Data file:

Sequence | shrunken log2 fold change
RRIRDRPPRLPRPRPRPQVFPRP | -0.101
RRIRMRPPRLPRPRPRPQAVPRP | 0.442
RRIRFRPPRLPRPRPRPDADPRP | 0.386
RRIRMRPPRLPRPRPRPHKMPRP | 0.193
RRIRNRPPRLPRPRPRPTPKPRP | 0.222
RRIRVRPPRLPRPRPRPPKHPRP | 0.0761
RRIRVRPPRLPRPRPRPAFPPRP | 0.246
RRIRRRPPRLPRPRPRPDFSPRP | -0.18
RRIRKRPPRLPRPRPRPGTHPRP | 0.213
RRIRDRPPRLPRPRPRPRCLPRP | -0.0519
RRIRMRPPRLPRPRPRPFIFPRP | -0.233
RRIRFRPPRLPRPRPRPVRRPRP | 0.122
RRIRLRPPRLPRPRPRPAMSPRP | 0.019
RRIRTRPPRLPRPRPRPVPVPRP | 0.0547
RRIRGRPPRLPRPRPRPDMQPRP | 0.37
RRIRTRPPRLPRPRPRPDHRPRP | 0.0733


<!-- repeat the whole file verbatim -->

Sequence | shrunken log2 fold change
RRIRDRPPRLPRPRPRPQVFPRP | -0.101
RRIRMRPPRLPRPRPRPQAVPRP | 0.442
RRIRFRPPRLPRPRPRPDADPRP | 0.386
RRIRMRPPRLPRPRPRPHKMPRP | 0.193
RRIRNRPPRLPRPRPRPTPKPRP | 0.222
RRIRVRPPRLPRPRPRPPKHPRP | 0.0761
RRIRVRPPRLPRPRPRPAFPPRP | 0.246
RRIRRRPPRLPRPRPRPDFSPRP | -0.18
RRIRKRPPRLPRPRPRPGTHPRP | 0.213
RRIRDRPPRLPRPRPRPRCLPRP | -0.0519
RRIRMRPPRLPRPRPRPFIFPRP | -0.233
RRIRFRPPRLPRPRPRPVRRPRP | 0.122
RRIRLRPPRLPRPRPRPAMSPRP | 0.019
RRIRTRPPRLPRPRPRPVPVPRP | 0.0547
RRIRGRPPRLPRPRPRPDMQPRP | 0.37
RRIRTRPPRLPRPRPRPDHRPRP | 0.0733